Legal deposit libraries have a legal arrangement to receive a free copy of every book published in the country in which the library is located. This practice seems to have begun if France, where a law written in 1537 declared that no book could be distributed without first being deposited in the king's library.
The first English language library to have this arrangement was the Oxford University Library which, in the early 1600s was curated by Sir Thomas Bodley. Bodley established a policy with the Stationer's Company to have a copy in the university library of each book published in the UK. This library was renamed the 'Bodleian Library' in his honor.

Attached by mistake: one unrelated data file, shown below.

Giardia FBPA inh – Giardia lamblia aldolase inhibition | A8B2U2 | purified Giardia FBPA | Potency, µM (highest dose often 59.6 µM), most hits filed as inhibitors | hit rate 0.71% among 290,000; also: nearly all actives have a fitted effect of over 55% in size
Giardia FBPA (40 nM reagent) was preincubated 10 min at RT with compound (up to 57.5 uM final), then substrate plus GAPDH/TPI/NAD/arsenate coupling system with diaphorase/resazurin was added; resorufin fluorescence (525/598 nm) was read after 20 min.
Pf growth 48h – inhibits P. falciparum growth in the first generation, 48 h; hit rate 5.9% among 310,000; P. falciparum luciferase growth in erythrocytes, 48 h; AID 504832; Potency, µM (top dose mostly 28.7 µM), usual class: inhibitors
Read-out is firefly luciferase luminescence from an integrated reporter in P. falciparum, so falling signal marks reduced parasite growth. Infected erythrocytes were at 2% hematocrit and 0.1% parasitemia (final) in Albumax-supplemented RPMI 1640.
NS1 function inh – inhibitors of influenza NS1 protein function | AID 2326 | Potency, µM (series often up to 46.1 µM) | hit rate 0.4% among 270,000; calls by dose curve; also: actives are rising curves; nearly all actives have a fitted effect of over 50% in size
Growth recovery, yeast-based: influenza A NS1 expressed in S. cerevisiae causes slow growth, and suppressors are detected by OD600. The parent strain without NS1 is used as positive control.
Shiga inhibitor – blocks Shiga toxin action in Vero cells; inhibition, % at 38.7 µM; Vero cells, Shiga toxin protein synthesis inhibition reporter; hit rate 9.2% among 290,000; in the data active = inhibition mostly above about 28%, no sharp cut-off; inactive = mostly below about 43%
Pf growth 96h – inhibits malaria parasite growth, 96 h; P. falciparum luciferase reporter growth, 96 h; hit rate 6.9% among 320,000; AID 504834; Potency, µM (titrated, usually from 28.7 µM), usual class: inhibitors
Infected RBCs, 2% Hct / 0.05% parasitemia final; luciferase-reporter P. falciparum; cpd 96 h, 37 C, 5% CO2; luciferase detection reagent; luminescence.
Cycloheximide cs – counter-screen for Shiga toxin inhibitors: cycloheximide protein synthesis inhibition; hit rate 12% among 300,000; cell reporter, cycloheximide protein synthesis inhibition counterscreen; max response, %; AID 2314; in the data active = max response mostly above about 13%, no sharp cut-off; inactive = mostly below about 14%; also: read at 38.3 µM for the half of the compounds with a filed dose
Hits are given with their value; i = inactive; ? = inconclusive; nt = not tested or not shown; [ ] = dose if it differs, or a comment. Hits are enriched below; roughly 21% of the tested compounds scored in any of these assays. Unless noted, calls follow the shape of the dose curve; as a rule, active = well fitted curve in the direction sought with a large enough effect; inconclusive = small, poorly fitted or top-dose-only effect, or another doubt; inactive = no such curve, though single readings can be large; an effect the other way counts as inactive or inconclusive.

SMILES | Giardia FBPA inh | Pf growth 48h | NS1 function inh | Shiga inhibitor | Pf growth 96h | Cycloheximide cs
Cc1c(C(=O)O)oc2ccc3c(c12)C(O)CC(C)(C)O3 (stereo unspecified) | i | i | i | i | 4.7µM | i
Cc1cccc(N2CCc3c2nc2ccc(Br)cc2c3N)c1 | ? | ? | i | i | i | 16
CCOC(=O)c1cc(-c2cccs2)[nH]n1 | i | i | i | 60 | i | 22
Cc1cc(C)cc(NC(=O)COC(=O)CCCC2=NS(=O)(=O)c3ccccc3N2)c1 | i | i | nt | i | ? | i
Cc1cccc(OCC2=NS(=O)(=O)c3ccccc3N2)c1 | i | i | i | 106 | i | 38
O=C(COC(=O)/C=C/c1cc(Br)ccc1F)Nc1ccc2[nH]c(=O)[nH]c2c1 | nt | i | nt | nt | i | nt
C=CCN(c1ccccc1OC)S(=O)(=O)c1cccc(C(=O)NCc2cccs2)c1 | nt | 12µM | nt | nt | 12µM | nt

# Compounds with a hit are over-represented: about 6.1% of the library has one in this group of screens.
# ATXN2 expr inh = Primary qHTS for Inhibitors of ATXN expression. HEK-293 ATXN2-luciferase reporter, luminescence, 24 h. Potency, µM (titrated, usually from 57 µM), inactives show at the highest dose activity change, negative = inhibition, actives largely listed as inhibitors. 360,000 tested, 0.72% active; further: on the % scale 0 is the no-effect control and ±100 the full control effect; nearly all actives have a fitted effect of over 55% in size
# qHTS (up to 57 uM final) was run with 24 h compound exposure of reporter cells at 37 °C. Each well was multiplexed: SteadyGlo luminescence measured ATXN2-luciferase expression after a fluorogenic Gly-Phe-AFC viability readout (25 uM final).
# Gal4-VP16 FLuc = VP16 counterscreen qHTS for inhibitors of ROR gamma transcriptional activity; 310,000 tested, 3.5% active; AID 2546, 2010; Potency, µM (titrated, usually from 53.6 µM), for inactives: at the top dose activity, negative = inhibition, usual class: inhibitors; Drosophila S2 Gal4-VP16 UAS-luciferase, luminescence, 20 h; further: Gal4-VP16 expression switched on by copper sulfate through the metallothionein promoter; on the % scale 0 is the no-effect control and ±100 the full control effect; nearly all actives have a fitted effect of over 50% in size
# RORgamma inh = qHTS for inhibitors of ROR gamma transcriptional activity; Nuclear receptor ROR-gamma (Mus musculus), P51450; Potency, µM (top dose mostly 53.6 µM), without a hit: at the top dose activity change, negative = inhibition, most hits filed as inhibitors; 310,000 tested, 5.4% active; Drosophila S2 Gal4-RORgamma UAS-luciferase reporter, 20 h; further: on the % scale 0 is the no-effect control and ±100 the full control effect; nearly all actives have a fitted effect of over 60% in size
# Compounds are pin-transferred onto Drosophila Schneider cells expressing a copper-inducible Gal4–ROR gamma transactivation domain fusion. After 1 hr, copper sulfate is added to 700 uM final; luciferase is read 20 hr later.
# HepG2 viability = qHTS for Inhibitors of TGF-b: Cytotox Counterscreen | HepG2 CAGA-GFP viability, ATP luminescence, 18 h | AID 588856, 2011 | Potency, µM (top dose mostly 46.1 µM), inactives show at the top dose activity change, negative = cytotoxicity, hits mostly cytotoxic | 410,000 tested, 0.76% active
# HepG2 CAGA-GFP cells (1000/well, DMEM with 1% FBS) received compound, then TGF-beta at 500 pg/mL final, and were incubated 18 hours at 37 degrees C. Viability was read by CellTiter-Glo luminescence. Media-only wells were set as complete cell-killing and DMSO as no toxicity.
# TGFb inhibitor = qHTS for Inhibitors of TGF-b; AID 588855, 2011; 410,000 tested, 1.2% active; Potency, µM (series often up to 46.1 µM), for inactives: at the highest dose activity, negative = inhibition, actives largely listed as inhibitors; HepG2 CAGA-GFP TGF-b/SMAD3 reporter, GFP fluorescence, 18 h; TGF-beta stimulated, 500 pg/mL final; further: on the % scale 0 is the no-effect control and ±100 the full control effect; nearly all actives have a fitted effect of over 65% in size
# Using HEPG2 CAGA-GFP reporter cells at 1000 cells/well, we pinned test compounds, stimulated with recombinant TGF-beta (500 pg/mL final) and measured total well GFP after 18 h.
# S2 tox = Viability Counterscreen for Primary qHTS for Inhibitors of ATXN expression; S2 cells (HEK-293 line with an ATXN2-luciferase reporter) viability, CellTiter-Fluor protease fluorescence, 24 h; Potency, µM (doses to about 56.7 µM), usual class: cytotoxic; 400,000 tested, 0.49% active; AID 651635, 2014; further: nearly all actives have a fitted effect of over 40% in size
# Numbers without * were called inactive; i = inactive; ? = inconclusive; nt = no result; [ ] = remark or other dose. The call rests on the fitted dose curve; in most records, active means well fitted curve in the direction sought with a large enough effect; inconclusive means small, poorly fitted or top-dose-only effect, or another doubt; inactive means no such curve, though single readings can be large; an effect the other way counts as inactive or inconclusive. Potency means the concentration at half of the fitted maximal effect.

The United States currently has the Library of Congress as its one legal deposit library.